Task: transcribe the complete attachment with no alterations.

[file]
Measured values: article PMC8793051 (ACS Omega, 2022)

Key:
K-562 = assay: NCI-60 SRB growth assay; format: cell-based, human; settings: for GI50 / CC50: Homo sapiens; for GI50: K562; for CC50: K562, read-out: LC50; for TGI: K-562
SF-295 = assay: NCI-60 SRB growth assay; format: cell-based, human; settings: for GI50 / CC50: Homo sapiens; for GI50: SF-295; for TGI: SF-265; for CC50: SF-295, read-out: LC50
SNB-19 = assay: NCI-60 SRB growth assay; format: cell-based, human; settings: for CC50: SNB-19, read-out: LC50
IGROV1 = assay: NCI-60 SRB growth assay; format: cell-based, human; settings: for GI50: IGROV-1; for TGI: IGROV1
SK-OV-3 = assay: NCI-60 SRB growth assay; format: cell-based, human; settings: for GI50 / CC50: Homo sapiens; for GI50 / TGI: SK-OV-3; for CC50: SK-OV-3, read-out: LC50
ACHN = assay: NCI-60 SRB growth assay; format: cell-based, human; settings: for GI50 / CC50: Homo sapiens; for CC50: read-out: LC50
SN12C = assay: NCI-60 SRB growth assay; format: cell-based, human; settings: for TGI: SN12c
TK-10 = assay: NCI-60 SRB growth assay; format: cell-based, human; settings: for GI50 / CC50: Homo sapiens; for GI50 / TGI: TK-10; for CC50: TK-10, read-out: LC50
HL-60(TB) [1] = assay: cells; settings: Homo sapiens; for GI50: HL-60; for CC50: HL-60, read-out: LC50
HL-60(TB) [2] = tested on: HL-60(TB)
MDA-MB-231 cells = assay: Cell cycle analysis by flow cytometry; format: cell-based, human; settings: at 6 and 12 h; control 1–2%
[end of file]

Measured values: article PMC8793051 (ACS Omega, 2022)

Key:
K-562 = assay: NCI-60 SRB growth assay; format: cell-based, human; settings: for GI50 / CC50: Homo sapiens; for GI50: K562; for CC50: K562, read-out: LC50; for TGI: K-562
SF-295 = assay: NCI-60 SRB growth assay; format: cell-based, human; settings: for GI50 / CC50: Homo sapiens; for GI50: SF-295; for TGI: SF-265; for CC50: SF-295, read-out: LC50
SNB-19 = assay: NCI-60 SRB growth assay; format: cell-based, human; settings: for CC50: SNB-19, read-out: LC50
IGROV1 = assay: NCI-60 SRB growth assay; format: cell-based, human; settings: for GI50: IGROV-1; for TGI: IGROV1
SK-OV-3 = assay: NCI-60 SRB growth assay; format: cell-based, human; settings: for GI50 / CC50: Homo sapiens; for GI50 / TGI: SK-OV-3; for CC50: SK-OV-3, read-out: LC50
ACHN = assay: NCI-60 SRB growth assay; format: cell-based, human; settings: for GI50 / CC50: Homo sapiens; for CC50: read-out: LC50
SN12C = assay: NCI-60 SRB growth assay; format: cell-based, human; settings: for TGI: SN12c
TK-10 = assay: NCI-60 SRB growth assay; format: cell-based, human; settings: for GI50 / CC50: Homo sapiens; for GI50 / TGI: TK-10; for CC50: TK-10, read-out: LC50
HL-60(TB) [1] = assay: cells; settings: Homo sapiens; for GI50: HL-60; for CC50: HL-60, read-out: LC50
HL-60(TB) [2] = tested on: HL-60(TB)
MDA-MB-231 cells = assay: Cell cycle analysis by flow cytometry; format: cell-based, human; settings: at 6 and 12 h; control 1–2%